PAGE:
Want to work at that up-and-coming startup as the first marketer, but not sure, what strings to pull and skills to hone? This post may be able to help. 

Says who? I’ve hired more than 30 marketers on three continents and I’ve been hired as the first marketer to join a hot startup twice. 

This post is meant for junior or mid-level marketers that want to make a leap in their career. I’m aiming this at anyone who wants to be the first marketer in a startup that’s hot already, or destined to be. But it’s probably a useful read in the context of different and/or smaller leaps as well. 

The 3+1 fundamentals: Relationships, Skills, Reputation/Resume (and Luck)

These are the primary 3+1 things that get you hired (or stop you from getting hired.)

If you’ve got a superb resume, you probably don’t need this post because headhunters have turned your LinkedIn inbox borderline unusable.

If you’re counting on relationships to get you your dream job, my advice is simple: do great work (see the rest of the post) and don’t be a dick. There’s plenty of networking and relationship building advice out there to tell you exactly the same but in more words.

This leaves skills as the bulk of this post. More specifically, being somewhat strategic about acquiring skills and wrapping your unique blend of skills and achievements in a package that makes you irresistible on the startup job market. 

(There’s also luck, of course, but you don’t really need a blog post if you’re counting on luck.)

Start from homework and “positioning” yourself

“I think I’m a creative person. I’m active in social media, but I also like branding and I’d like to practice my writing skills. Oh, and I’m a great communicator”. 

You already know how important positioning is for products and services. It’s equally important for your good self on the job market.

Bruce Lee recommended to “be like water”. This is a great approach in martial arts, but horrible advice for career planning.

I’ve sat through dozens of chats with smart people who think it’s other people’s job to psycho-analyze their career paths and future wishes. 

If you’re not clear about what you’re great at, or even what you want to become great at, you’re just like that light green bottle of shampoo in a supermarket aisle, next to 80 other bottles of shampoo. 

Do your homework. Get some experience or at least talk to other marketers or entrepreneurs before you start interviewing. Have a vision for what you’d like to do (and what to avoid).

6 ways to get the relevant experience and skills (before you start interviewing)

1. Demonstrate that you are able to move a needle. Any needle.

Job interviews will go well if you have accomplishments to talk about. This could be anything from revenue growth in your previous company to raising money for a charity, or traffic you’ve generated for your friend’s online store.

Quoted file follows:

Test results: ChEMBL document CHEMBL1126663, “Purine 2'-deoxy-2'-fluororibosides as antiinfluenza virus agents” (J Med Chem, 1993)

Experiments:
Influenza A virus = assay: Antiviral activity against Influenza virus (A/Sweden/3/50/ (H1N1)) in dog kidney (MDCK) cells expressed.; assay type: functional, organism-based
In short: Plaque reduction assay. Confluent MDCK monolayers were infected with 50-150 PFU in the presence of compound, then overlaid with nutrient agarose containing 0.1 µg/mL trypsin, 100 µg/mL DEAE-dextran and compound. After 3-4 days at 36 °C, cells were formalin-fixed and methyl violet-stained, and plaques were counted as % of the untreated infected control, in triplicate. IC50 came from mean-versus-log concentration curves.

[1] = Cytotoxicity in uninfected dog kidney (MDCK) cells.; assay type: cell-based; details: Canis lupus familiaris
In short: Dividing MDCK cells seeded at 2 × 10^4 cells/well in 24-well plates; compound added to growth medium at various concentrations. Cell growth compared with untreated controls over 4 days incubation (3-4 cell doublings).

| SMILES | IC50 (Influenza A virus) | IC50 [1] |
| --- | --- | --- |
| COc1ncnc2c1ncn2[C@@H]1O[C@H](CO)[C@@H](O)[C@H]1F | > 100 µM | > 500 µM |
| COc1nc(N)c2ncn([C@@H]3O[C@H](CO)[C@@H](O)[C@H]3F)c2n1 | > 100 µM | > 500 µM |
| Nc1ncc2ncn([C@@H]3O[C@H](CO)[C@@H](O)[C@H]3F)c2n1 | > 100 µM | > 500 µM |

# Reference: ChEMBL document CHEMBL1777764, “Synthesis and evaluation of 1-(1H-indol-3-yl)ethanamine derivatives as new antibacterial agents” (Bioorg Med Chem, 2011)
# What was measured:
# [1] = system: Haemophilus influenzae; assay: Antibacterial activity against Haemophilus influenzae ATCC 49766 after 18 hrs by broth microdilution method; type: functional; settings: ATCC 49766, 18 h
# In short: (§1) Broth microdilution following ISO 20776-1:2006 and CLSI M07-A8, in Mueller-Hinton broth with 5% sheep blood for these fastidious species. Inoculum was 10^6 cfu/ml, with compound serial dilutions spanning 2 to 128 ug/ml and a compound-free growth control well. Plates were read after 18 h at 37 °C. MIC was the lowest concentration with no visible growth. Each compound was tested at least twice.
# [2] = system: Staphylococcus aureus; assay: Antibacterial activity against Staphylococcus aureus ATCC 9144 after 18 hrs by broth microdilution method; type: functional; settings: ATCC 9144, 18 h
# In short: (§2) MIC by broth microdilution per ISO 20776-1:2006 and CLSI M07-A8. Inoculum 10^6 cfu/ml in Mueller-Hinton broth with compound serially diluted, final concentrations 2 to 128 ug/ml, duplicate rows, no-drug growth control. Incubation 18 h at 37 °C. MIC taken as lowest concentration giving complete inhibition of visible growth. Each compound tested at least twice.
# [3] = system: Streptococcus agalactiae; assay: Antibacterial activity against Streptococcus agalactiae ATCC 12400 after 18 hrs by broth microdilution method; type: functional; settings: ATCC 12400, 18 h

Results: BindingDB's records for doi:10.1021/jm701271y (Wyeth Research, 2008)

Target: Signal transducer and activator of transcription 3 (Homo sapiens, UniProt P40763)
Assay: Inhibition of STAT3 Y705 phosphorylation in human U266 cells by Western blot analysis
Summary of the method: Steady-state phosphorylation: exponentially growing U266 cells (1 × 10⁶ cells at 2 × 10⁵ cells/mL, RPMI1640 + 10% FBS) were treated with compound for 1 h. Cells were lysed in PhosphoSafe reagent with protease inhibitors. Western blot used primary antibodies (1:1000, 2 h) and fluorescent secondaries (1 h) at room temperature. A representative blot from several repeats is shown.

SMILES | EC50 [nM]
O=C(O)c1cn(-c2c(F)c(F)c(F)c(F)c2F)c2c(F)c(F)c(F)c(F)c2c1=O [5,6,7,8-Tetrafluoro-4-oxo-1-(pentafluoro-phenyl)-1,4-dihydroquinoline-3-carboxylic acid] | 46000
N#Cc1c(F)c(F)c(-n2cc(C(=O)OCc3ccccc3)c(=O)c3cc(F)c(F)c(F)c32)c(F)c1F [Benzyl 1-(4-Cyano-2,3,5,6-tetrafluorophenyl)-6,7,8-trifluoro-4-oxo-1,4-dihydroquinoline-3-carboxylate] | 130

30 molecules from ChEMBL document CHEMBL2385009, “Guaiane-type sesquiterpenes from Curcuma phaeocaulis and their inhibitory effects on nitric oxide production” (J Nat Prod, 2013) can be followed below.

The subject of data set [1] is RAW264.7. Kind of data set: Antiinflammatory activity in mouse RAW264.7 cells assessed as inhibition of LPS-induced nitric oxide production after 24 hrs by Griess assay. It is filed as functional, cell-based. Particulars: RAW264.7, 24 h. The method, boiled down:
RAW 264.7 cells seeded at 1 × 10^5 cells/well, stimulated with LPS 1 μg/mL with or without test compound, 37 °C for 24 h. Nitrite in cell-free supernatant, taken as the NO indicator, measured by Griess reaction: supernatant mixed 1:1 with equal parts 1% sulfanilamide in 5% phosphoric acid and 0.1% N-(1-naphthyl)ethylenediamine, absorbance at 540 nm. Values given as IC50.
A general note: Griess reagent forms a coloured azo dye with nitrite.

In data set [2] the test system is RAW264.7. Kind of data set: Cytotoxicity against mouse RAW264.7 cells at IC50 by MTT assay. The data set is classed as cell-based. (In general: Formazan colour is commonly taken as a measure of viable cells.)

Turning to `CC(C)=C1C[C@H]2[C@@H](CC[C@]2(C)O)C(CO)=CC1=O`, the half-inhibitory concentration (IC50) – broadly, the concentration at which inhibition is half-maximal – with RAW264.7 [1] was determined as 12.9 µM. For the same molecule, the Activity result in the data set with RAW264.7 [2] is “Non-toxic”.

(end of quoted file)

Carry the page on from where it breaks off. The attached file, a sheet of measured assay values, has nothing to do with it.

If you simplify it: ultimately, every person in a team is hired to move some needle. This is especially true in a hot startup. You want to show that being responsible for results is not new to you.

2. Identify a particular skill or a channel that you can be exceptionally good at

The next best thing after getting results is deeply learning a skill or a channel. This often correlates with results and accomplishments but it doesn’t have to, because the results could have come from a broader team effort, or perhaps the product was crappy or you ran out of money.

Demonstrating mastery of a skill or channel conveys that you have “gone deep” on something at least once and that you can be the “go to” person for at least one thing. At a hot startup, your teammates will want to be able to count on you to figure things out and to be trusted with some responsibily.

3. Learn to speak to customers

Every business is ultimately in the business of serving customers. No matter what you do, customers and users will always be a source of inspiration and useful feedback. Learn to conduct customer interviews and crafting questionnaires. Bonus points for learning more specific research skills and concepts, such as jobs-to-be-done or putting together customer personas.

Showing your future employer that you’re comfortable putting yourself in their customers’ shoes (and can advocate for their interests!) takes another little anxiety off their plate. 

4. Read and stay curious

Hot startups operate at the cutting edge, and they’re always looking for undervalued opportunities to take advantage of. If you can show that you’re a curious person who’s keeping up with the changes, you’ll be a valuable addition to the team. 

Since you asked, my own favorite resources are books, Moz top10 newsletter, Growthhackers, 8 or so podcasts that I rotate, and whatever Twitter throws my way. Your mileage may vary. 

5. Work with a mentor or consultants who can accelerate your learning

If you’re already active in marketing, mix learning by yourself up with working with people that have done it before.